Solved

IRQ for new LPT port

Posted on 1999-01-20
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Last Modified: 2010-05-18
I have CDwriter/Printer on LPT 1, so I bought a
parallel port card for my scanner,
I have a choice to set jumpers from IRQ 3 to 15,
so I looked at device man. computer properties,
IRQ 0 to 15 are already used,
What do I do ?
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Question by:wanda101797
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by:wanda101797
ID: 1137797
I'm using Windows 98, IBM Aptiva E85.
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Expert Comment

by:Asta Cu
ID: 1137798
What IRQ usage is Windows 98 reporting?  Either from DEvice Manager, or IRQ assignments from Start - Programs - Accessories - System Info, hardware resources, IRQ - which then gives all.  
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Expert Comment

by:Asta Cu
ID: 1137799
You should be able to copy the contents of your screen to WordPad or Notepad via the ALT+PRTSCRN command to minimize effort.
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Expert Comment

by:larbel
ID: 1137800
On Win98 machine, PCI components can share IRQ via IRQ steering.  This can be done under Bios>PnP Setup, also, USB can share IRQ with PCI as well.  It should solve your problem.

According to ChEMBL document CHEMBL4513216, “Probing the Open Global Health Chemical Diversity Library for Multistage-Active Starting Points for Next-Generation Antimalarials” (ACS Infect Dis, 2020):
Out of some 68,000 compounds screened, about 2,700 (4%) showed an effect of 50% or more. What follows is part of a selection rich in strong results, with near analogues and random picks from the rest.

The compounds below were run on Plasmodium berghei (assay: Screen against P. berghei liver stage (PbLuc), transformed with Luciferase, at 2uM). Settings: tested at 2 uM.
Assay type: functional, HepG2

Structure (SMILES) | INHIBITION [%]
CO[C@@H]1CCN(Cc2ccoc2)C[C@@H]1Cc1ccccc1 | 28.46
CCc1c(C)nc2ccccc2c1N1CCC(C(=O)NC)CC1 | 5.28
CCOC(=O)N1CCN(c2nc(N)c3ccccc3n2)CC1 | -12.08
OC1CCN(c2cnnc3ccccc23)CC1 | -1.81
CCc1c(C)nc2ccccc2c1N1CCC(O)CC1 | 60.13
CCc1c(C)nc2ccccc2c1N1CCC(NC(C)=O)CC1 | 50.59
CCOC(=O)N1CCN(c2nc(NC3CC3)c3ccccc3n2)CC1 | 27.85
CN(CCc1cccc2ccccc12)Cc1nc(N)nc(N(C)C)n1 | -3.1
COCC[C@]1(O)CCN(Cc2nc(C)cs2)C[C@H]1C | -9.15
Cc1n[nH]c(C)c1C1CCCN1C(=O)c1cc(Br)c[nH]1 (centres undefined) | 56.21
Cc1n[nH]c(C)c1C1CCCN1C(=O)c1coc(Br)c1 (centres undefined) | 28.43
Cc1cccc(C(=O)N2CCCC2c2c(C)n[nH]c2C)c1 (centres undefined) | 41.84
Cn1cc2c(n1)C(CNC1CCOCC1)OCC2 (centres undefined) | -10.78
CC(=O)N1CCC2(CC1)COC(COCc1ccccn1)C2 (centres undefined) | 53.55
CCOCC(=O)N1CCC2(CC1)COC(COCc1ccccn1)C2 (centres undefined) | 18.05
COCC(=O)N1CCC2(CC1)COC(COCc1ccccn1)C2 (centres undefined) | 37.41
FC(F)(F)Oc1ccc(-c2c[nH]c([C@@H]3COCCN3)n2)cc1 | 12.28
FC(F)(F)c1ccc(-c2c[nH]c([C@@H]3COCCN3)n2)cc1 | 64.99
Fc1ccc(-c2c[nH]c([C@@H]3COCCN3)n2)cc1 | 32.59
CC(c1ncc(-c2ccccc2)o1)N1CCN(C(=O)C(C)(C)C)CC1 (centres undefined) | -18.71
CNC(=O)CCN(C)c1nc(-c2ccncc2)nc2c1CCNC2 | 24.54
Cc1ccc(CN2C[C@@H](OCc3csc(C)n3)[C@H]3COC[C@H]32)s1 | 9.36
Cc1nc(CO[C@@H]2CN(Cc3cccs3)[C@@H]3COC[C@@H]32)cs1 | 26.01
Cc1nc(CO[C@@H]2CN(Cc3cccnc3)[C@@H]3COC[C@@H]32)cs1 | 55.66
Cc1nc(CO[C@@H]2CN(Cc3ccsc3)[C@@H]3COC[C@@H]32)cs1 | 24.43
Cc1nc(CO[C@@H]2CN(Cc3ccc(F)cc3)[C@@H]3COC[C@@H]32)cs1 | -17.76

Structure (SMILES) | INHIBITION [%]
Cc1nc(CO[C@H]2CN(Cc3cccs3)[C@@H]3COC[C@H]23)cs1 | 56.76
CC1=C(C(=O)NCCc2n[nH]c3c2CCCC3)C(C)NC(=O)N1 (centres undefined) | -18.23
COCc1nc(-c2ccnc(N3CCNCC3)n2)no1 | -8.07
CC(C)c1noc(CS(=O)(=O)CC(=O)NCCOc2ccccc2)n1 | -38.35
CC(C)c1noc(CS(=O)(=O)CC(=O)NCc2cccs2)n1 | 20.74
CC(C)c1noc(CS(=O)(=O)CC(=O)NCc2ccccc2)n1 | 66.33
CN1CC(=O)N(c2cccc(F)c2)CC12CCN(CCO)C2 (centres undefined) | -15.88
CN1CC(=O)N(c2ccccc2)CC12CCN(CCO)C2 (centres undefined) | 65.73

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Expert Comment

by:coffinjoe
ID: 1137801
If you are not using one of your COM ports you can disable it which would free up either IRQ 3 or 4
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Expert Comment

by:uilleann
ID: 1137802
If your video card occupies an irq (which isn't used on most machines) you can probably free it from the bios.

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Expert Comment

by:Otta
ID: 1137803
It's usual that LPT1: is associated with IRQ #7,
and that LPT2: is associated with IRQ #5,
but, many times, one finds that a sound-card uses IRQ #5,
under the assumption that few people have a second printer.

Can you configure your sound-card to use some other IRQ,
which will make IRQ #5 available?
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Author Comment

by:wanda101797
ID: 1137804
Sys Info;
[IRQs]

0      System timer
1      Standard 101/102-Key or Microsoft Natural Keyboard
2      Programmable interrupt controller
3      Communications Port (COM2)
4      LT Win Modem
5      Crystal PnP Audio System CODEC